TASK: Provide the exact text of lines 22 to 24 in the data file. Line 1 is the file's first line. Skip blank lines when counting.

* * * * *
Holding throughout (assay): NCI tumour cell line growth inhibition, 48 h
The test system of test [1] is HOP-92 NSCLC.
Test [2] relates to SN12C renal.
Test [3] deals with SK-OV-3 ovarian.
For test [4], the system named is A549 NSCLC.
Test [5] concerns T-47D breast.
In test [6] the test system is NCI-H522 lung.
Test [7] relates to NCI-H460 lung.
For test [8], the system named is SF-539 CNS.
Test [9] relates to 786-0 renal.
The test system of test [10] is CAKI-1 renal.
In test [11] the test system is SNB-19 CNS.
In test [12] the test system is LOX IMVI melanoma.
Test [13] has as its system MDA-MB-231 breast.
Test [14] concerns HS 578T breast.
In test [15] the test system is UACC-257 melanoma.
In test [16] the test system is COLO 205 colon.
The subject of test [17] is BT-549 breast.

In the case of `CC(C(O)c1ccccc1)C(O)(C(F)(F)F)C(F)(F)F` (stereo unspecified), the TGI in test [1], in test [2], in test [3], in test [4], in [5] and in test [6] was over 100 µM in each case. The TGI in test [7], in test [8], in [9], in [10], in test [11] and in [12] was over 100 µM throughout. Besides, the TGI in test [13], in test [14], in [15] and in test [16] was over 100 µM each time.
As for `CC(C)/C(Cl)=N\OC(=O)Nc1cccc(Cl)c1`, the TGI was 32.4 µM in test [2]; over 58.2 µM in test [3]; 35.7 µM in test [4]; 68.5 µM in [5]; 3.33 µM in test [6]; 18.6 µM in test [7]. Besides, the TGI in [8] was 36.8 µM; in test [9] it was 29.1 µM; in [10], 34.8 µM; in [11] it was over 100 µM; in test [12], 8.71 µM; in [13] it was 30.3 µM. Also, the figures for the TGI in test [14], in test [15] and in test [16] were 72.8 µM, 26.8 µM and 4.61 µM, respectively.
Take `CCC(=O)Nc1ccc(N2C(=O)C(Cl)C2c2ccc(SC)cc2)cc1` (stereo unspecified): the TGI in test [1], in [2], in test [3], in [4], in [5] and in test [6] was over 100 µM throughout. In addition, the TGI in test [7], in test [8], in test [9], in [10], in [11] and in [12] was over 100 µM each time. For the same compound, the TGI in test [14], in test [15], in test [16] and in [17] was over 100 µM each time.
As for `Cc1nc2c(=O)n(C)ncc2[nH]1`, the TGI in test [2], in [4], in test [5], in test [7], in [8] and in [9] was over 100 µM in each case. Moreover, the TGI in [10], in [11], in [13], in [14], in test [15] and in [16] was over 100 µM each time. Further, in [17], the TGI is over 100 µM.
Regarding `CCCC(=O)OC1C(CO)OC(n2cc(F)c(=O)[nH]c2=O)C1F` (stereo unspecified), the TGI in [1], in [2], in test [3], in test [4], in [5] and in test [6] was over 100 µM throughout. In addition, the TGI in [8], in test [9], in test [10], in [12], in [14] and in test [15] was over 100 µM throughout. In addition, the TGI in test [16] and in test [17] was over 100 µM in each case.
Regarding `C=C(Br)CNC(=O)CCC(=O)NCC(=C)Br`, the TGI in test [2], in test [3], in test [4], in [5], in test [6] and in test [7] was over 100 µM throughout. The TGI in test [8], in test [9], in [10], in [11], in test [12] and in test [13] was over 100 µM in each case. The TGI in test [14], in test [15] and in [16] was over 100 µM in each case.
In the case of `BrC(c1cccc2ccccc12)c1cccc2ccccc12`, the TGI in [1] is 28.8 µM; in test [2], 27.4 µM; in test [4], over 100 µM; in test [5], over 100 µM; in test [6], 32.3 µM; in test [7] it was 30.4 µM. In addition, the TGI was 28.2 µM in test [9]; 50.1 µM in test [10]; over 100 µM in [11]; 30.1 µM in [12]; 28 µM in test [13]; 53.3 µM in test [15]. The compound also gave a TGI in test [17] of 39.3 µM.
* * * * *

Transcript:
As for `Cc1nc2c(=O)n(C)ncc2[nH]1`, the TGI in test [2], in [4], in test [5], in test [7], in [8] and in [9] was over 100 µM in each case. Moreover, the TGI in [10], in [11], in [13], in [14], in test [15] and in [16] was over 100 µM each time. Further, in [17], the TGI is over 100 µM.
Regarding `CCCC(=O)OC1C(CO)OC(n2cc(F)c(=O)[nH]c2=O)C1F` (stereo unspecified), the TGI in [1], in [2], in test [3], in test [4], in [5] and in test [6] was over 100 µM throughout. In addition, the TGI in [8], in test [9], in test [10], in [12], in [14] and in test [15] was over 100 µM throughout. In addition, the TGI in test [16] and in test [17] was over 100 µM in each case.
Regarding `C=C(Br)CNC(=O)CCC(=O)NCC(=C)Br`, the TGI in test [2], in test [3], in test [4], in [5], in test [6] and in test [7] was over 100 µM throughout. The TGI in test [8], in test [9], in [10], in [11], in test [12] and in test [13] was over 100 µM in each case. The TGI in test [14], in test [15] and in [16] was over 100 µM in each case.